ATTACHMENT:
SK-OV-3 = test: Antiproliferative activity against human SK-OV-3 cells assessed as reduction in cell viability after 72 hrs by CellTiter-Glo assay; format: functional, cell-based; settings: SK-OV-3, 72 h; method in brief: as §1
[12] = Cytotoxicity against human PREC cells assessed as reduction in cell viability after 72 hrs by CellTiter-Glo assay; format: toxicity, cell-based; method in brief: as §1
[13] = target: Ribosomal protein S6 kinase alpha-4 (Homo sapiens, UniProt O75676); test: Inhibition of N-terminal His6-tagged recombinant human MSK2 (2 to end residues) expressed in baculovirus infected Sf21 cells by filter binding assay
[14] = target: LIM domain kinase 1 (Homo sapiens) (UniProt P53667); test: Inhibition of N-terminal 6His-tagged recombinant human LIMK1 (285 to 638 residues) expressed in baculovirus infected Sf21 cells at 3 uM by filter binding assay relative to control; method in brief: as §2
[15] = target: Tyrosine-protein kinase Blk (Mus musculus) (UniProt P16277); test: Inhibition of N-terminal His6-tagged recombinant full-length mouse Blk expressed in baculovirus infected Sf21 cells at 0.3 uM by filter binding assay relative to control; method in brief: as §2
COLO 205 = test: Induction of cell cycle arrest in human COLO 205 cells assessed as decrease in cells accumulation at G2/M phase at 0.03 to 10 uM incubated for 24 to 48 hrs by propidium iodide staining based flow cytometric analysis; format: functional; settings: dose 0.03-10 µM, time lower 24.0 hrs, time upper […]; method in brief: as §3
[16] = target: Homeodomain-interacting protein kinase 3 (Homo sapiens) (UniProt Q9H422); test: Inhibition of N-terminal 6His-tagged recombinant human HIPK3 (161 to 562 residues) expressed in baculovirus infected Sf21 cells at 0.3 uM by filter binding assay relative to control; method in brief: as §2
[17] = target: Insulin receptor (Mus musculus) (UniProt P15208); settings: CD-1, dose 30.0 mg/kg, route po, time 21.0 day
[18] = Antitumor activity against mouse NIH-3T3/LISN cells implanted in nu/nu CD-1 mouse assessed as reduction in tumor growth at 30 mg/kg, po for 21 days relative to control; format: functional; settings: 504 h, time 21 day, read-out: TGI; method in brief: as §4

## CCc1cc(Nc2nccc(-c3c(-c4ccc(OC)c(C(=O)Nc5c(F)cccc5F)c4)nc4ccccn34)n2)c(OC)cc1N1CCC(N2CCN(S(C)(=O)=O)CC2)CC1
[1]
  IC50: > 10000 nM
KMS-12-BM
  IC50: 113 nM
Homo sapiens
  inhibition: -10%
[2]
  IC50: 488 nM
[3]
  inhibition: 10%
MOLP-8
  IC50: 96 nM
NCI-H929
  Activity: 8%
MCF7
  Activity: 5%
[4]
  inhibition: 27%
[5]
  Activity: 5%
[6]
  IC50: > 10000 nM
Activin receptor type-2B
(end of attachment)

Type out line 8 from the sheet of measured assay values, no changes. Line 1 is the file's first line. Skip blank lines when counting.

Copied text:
[17] = target: Insulin receptor (Mus musculus) (UniProt P15208); settings: CD-1, dose 30.0 mg/kg, route po, time 21.0 day